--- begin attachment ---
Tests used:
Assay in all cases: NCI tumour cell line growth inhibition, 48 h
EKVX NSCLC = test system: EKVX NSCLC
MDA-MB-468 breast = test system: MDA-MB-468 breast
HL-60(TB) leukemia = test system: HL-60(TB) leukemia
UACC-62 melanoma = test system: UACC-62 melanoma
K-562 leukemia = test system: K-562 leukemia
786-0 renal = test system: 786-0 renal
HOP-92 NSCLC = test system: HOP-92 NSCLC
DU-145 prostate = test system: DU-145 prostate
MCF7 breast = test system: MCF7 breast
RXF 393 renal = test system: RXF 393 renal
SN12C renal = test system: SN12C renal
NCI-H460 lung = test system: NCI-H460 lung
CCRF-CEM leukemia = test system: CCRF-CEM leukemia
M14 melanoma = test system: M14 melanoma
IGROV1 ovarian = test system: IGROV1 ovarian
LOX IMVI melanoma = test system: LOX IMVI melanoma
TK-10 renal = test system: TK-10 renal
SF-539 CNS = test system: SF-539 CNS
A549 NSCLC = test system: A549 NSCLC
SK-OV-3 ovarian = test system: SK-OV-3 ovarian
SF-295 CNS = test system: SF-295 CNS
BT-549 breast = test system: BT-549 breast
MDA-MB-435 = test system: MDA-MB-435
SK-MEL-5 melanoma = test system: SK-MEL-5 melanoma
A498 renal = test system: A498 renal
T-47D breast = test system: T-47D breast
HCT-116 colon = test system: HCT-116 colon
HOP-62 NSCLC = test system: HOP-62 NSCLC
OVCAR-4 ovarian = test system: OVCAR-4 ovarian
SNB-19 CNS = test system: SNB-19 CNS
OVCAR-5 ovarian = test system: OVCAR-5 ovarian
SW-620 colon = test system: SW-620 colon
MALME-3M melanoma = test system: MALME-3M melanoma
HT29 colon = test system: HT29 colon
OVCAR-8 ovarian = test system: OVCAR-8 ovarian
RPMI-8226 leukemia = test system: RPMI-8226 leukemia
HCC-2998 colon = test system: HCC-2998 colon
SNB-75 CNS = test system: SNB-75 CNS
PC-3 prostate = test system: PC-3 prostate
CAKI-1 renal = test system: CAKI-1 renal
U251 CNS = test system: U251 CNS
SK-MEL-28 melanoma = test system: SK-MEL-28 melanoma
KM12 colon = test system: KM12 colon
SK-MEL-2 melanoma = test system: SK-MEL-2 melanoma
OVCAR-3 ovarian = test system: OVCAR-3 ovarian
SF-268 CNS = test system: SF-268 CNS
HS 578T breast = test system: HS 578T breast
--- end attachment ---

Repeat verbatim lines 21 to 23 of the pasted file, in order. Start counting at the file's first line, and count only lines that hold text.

A549 NSCLC = test system: A549 NSCLC
SK-OV-3 ovarian = test system: SK-OV-3 ovarian
SF-295 CNS = test system: SF-295 CNS